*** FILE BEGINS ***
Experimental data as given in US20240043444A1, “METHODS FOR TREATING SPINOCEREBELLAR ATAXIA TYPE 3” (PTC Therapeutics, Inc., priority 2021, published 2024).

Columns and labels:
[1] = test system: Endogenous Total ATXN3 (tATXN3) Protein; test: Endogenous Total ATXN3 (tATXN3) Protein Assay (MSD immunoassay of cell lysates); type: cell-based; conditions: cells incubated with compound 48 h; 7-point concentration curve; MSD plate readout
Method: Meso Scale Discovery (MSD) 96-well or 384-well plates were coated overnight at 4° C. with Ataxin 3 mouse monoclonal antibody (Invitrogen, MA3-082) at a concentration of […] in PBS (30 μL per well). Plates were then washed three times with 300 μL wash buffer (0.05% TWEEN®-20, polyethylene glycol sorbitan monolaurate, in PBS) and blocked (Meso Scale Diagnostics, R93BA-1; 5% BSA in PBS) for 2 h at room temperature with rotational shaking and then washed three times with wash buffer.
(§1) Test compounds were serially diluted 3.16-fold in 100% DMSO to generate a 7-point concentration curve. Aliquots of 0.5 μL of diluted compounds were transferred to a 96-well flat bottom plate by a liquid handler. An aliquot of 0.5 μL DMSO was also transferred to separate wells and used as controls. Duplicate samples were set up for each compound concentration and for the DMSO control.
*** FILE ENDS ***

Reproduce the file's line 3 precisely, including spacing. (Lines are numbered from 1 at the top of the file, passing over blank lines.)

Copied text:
[1] = test system: Endogenous Total ATXN3 (tATXN3) Protein; test: Endogenous Total ATXN3 (tATXN3) Protein Assay (MSD immunoassay of cell lysates); type: cell-based; conditions: cells incubated with compound 48 h; 7-point concentration curve; MSD plate readout